Home » When Sewage Won’t Flow Uphill – How to Solve RV Sewer Hookup Challenges

When Sewage Won’t Flow Uphill – How to Solve RV Sewer Hookup Challenges

by Doug and Michelle
Motorhome at dump station

On our very first RV trip, we learned that sewer won’t flow uphill. Sure, that’s obvious given gravity and fluid dynamics and other science – but the best science lessons are life lessons. This was our first RV life lesson. 

The Maiden Voyage, June 2020, Wisconsin

It was June of 2020. The world was shut down, summer was here and we were cooped up with two kids in a small house. We had moved back to Wisconsin the year before and decided to downsize into a smaller place. A badly timed decision, it turns out. We’ve always loved travel and the outdoors, and we had to get out of the house.

So we did what all the cool kids were doing then. We bought an RV. It wasn’t as quick and spontaneous as it sounds, however. Doug had been dragging Michelle to RV dealers and shows for years by then, looking at all of the different styles, models and floor plans. We wanted something affordable, but our Subaru Outback wasn’t going to tow much with a 5,000 lb. towing capacity. If you’re still wrestling with which RV to buy, check out our guide.

We came home with a gently used 29-foot Thor Four Winds Class C motorhome. First things first, we planned a trip close to home with full hookups so we could check out all of the components and make sure everything worked okay. And figure out how to use it. Even if you buy new, maybe especially if you buy new, this is a good idea.

Our first destination was a private RV resort in rural Wisconsin. It was full of wide open, grassy spaces with a few trees and a fishing pond. We didn’t appreciate yet just how spacious the park was! We were escorted to a spot in the grass with a tree, a picnic table and a fire pit. No thrills or frills, but so much space. Great for your first attempt backing in a motorhome! It went off without a hitch… so to speak.

And then we went to hookup the sewer.

RV Life Lesson #1: Sewage won't flow uphill.

This was our first time hooking up to a sewer connection, so it wasn’t immediately obvious to Michelle that the connection was not what it should be. The green PVC sewer pipe stuck up about 12 inches off the ground with a cap on top.

“Huh,” Doug said, staring at the pipe.

The problem was the top of the sewer pipe was higher than the sewer outlet connection on our RV. Water flows to the lowest point, so there was no way the water would be flowing to that sewer pipe on its own. The ground was a bit unlevel, so we tried our best to find a spot where the RV outlet would be higher than the sewer pipe inlet. No such luck.

This was not your average sewer inlet, and we haven’t seen another like it in the two years of RV travel since then. But you’ll find plenty of stories online from other travelers encountering the same issue.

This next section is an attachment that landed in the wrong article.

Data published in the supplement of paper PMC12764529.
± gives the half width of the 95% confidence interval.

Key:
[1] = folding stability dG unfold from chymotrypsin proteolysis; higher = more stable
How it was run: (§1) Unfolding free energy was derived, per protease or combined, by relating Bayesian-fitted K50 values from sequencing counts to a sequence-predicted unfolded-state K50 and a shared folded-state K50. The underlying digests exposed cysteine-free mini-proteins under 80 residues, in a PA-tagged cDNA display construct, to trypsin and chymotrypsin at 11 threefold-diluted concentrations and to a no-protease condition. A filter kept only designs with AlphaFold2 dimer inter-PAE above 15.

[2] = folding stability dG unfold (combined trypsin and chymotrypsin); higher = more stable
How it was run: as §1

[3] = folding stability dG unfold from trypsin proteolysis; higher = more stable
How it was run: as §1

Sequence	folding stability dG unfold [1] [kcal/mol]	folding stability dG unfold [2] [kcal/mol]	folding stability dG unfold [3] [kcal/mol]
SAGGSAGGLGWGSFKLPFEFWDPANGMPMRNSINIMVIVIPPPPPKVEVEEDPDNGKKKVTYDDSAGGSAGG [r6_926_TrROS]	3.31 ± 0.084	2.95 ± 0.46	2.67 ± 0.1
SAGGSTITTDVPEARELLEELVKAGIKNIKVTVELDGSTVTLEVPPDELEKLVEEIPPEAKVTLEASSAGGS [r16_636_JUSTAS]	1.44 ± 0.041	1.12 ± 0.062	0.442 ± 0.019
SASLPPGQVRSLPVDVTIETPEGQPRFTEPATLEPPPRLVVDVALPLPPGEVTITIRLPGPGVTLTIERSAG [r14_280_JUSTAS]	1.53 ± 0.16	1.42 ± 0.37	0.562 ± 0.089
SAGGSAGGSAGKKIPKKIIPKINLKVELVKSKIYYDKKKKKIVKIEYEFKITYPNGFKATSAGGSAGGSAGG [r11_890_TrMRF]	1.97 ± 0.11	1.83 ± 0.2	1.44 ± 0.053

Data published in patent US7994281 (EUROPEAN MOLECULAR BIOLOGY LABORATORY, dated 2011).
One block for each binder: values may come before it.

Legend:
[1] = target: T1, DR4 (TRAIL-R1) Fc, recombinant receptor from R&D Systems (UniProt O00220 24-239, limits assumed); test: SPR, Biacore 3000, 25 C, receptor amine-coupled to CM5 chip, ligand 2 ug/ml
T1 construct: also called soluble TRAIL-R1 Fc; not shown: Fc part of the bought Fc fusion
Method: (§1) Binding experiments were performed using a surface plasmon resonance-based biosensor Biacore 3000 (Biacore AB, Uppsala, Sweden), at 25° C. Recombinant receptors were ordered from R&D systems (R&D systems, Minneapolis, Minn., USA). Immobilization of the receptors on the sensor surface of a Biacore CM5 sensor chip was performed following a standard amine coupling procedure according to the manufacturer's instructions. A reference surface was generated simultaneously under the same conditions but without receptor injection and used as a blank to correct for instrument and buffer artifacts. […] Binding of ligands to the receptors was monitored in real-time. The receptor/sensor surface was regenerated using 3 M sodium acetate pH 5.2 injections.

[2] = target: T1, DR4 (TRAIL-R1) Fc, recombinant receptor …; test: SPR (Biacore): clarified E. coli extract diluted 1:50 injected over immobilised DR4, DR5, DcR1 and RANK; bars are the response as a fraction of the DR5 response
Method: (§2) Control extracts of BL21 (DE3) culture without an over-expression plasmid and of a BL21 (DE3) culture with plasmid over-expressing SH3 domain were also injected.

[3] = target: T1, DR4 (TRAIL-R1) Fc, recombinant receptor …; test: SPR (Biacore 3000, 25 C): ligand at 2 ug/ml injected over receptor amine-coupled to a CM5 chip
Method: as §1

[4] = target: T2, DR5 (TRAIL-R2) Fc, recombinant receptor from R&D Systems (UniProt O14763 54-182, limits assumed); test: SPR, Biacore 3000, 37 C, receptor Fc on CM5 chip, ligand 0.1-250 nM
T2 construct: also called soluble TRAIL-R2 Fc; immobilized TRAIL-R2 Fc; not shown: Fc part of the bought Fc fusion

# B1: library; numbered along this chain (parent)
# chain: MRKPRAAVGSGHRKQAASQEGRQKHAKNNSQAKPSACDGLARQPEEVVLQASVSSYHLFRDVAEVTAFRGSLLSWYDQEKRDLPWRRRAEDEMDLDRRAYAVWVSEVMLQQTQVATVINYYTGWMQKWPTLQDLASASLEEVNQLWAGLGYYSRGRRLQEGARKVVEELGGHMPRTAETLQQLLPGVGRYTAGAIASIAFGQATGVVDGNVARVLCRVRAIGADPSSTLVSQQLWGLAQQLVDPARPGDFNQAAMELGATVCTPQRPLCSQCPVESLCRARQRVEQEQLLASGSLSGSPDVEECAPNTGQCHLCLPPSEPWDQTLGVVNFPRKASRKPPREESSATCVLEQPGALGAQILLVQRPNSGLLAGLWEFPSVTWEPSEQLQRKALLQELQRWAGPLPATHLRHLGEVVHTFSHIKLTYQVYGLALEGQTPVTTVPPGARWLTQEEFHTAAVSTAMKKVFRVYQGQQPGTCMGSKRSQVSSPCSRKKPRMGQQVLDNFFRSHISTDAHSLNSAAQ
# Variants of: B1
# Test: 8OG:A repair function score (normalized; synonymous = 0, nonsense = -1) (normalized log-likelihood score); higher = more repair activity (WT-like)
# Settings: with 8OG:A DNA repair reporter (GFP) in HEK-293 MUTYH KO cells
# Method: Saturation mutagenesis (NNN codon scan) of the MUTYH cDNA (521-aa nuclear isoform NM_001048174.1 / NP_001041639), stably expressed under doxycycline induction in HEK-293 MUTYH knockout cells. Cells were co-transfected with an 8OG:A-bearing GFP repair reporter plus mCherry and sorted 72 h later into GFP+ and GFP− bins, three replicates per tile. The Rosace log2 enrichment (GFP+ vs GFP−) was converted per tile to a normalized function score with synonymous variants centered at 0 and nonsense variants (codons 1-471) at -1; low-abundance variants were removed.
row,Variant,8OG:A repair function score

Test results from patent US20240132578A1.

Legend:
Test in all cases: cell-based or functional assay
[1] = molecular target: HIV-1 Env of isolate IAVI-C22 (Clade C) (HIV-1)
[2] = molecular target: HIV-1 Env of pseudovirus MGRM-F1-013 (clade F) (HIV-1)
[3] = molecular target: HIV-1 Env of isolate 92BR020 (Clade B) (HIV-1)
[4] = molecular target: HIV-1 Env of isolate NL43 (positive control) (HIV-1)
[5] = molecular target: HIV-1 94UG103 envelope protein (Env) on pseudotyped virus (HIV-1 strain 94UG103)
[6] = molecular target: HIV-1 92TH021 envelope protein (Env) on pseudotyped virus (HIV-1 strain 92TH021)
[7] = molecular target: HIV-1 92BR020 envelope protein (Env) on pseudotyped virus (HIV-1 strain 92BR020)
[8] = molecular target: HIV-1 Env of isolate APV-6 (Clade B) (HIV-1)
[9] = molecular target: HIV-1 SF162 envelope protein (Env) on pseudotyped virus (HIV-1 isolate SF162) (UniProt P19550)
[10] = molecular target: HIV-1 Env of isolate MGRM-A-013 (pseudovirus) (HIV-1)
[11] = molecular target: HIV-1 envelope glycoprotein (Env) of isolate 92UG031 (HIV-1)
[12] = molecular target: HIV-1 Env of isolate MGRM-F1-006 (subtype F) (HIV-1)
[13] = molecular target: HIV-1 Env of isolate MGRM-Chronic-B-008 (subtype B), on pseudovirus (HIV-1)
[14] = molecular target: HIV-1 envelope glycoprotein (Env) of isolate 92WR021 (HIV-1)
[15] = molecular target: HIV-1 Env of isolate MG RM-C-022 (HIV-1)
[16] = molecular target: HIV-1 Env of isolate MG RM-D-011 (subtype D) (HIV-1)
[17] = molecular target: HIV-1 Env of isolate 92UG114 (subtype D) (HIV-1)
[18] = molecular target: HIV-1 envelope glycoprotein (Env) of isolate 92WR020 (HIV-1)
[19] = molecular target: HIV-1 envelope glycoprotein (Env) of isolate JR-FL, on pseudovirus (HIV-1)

What to do? Here are a few options:

1. Find another dump station

The obvious answer is to wait to dump your tanks until you find a suitable dump station. That’s what we did. But if that’s not an option, there are some other ways to make the best of it. 

2. Add sewer hose supports

If the sewer inlet pipe extends above the ground but is still level or lower than your RV sewer outlet, you may just need some sewer hose supports to lift the hose off the ground to the height of the sewer inlet. 

We use Camco Sidewinder Supports and prefer these to other brands. They’re rigid and durable, and come with a convenient handle for easy carrying.

3. Lift the RV with leveling blocks

If the sewer inlet pipe is only slightly above your sewer outlet, you could try using leveling blocks to lift your RV. It’s always a good idea to have an ample supply of leveling blocks, even with an automated leveling system. They come in handy! 

We use Lynx Levelers but haven’t noticed a difference between brands. 

4. Pack a portable RV waste pump

If all else fails, you may need a portable RV waste pump to help fight against gravity. Some RV travelers keep these on board just in case. We have never used one, but they seem to be popular in the RV forums.

One popular option is The Sewer Solution by Valterra for $130, which will pump up to three feet uphill. Flowjet is another highly rated brand of waste pumps but comes at a premium price of around $270 and up. Other waste pump options start around $90.

Choose Your Own Preparation Level

How prepared do you really need to be? Is a waste pump really necessary? That’s totally up to you. The more flexible you’re willing to be, the less prepared you need to be. 

If sewer hookups aren’t critical, you may just want to go with the flow.

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